When we start to think about retirement savings, most of us think of a 401(k) or an IRA as the primary vehicle that we will use to achieve our retirement goals. But there’s another account that not enough people are taking advantage of that could be more beneficial in the long run and that is a Health Savings Account (HSA).
While an obvious advantage of a 401(k) is that many employers offer to match your contributions - hello, free money! - once you’ve contributed enough to maximize any employer matching, contributing money to an HSA is always going to be a better choice when it comes to planning for retirement.
We know you’re probably thinking… “What? That doesn’t even make sense. Aren’t HSAs meant to help with medical bills?”
While that is true, an HSA can also be used for much more. From significant tax advantages to having access to your funds now, we’ll run through 4 reasons why an HSA is better for retirement savings than a 401(k).
Reason #1: A “Triple Tax Advantage” is better than a “Double Tax Advantage”
The most obvious reason that an HSA is a better savings vehicle than a 401(k) is because the tax advantages are just better.
When you contribute money to a 401(k), you don’t pay income taxes on your contributions and you don’t pay capital gains taxes on any earnings that come from investing those funds. This is known as a “double tax advantage”.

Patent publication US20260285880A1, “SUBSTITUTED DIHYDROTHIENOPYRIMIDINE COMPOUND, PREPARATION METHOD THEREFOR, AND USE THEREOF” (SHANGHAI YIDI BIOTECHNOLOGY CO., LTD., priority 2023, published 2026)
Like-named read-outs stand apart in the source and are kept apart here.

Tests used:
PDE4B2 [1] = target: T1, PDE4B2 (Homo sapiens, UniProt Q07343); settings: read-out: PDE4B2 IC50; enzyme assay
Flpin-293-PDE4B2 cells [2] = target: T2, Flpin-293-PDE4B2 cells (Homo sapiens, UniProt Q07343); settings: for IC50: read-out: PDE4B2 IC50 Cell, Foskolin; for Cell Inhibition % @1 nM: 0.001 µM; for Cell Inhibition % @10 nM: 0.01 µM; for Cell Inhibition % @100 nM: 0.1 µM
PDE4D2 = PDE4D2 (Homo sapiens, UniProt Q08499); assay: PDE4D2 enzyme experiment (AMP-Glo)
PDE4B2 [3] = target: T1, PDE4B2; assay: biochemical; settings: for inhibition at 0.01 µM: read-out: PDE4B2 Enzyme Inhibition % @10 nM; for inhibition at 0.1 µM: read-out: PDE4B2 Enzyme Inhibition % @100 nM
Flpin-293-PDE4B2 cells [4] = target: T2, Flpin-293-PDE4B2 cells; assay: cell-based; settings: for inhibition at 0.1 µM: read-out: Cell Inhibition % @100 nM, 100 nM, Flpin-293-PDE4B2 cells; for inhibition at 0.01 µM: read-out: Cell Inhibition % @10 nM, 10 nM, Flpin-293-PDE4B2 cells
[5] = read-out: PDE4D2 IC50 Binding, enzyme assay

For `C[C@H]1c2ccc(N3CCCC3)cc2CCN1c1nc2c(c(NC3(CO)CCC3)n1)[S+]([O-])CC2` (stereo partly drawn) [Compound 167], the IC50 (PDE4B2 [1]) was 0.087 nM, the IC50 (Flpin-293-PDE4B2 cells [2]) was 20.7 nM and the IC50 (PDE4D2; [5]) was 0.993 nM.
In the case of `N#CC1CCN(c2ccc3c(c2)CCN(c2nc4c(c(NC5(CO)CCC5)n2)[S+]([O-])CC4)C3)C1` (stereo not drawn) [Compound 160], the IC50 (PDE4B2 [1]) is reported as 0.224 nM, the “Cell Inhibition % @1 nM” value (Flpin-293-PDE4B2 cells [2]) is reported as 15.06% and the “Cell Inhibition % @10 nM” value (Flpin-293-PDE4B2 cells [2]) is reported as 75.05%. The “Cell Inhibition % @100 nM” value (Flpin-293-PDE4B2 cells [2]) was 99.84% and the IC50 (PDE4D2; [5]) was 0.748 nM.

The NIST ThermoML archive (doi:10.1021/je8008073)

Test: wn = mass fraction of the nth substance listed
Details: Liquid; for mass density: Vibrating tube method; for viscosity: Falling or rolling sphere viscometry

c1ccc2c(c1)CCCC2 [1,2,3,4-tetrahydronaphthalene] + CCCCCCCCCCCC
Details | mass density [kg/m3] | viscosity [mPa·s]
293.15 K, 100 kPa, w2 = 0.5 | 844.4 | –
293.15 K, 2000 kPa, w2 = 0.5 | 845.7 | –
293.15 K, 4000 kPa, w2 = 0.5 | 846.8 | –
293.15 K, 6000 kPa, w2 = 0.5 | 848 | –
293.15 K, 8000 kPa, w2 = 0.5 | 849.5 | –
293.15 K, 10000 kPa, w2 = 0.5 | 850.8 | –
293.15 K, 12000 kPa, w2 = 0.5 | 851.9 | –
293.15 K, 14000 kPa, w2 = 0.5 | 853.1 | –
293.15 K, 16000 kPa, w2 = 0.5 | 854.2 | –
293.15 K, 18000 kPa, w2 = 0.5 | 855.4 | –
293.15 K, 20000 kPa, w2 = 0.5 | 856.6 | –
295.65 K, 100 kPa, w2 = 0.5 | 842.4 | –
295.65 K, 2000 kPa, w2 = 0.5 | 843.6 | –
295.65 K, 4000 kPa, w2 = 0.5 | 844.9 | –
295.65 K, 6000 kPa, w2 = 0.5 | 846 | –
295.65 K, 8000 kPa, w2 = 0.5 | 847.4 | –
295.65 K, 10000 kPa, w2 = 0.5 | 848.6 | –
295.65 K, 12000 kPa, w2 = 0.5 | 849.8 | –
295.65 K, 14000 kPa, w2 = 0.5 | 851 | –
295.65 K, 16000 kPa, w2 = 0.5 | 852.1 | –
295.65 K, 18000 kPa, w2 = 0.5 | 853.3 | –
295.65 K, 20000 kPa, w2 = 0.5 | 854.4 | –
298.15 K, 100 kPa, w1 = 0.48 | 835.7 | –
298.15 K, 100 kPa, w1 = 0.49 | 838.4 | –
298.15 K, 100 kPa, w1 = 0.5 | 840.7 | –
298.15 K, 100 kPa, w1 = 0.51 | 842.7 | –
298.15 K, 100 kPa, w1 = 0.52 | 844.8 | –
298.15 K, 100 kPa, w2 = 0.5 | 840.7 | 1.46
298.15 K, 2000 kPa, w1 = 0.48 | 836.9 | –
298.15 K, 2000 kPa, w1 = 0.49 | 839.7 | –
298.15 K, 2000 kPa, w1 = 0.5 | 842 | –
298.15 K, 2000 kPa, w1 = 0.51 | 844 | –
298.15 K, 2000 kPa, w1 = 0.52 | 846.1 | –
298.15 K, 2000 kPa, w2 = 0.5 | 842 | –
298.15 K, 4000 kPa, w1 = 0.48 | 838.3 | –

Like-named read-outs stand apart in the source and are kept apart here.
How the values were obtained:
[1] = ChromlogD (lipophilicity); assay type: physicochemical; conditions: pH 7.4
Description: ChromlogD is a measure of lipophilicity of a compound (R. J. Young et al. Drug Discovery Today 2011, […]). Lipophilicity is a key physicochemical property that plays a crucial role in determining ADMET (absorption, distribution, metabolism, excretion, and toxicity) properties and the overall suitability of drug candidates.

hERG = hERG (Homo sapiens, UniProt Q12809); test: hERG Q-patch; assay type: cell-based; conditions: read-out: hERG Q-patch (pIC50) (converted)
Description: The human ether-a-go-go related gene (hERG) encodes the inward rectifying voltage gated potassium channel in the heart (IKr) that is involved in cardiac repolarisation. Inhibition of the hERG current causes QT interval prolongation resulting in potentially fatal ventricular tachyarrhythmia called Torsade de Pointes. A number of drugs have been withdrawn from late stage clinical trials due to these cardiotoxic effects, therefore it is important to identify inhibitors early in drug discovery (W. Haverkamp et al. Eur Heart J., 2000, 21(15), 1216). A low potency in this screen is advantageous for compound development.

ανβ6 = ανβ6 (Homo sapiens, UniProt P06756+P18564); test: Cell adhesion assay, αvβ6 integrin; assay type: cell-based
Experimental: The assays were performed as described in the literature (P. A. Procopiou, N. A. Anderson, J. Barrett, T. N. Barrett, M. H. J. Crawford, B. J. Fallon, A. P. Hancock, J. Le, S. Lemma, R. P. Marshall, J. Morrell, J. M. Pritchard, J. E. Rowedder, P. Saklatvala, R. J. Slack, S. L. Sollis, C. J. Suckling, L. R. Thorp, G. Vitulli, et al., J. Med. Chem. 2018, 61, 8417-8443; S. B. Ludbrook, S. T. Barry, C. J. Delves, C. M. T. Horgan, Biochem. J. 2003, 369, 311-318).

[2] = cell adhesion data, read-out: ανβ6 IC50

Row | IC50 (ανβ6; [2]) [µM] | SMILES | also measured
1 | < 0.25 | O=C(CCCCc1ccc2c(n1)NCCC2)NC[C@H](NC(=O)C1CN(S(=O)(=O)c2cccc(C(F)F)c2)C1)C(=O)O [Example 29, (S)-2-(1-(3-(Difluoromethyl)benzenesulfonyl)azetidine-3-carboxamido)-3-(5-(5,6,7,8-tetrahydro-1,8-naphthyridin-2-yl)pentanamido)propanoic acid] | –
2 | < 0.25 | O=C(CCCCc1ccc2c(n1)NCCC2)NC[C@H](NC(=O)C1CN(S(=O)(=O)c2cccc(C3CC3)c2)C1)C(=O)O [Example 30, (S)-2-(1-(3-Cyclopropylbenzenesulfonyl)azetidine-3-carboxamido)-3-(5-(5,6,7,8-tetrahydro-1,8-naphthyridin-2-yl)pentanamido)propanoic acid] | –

HSAs share these advantages, but they also include a third one: You don’t have to pay taxes when you withdraw HSA funds. This is why it's known as a “triple tax advantage”.
Additionally, while your 401(k) funds will be taxed at whatever your applicable income tax rate is at the time, your HSA withdrawals are tax free as long as you use them to cover “Qualified Medical Expenses.” The list of qualified expenses can include things like:
- Medicare premiums
- Out-of-pocket costs
- Dental insurance
- Vision insurance
- Nursing Home costs
These are all things that can eat up a lot of your budget in retirement. In fact, Fidelity estimates that a couple retiring now can expect to spend $285,000 on health care expenses in retirement. Health care costs have historically outpaced general inflation, so that amount will only continue to grow over time (especially if you are younger). What’s more, this estimate doesn’t even include things like dental care or potential long-term care costs, which can also use a lot of your retirement budget.
Since it is inevitable that you will spend quite a bit on Qualified Medical Expenses as you grow older, you might as well leverage the triple tax advantage that you get from an HSA.
Last, what’s great about an HSA is that even if you don’t use your HSA savings on Qualified Medical Expenses, you’re no worse off than if you had put that money in a 401(k). Why? Because that withdrawal will be taxed just like a 401(k) withdrawal.
In fact, you’ll actually be better off putting money in an HSA even if you have absolutely no intention of ever using those savings for Qualified Medical Expenses. Keep reading to learn why.
Reason #2: HSAs have a less discussed fourth tax advantage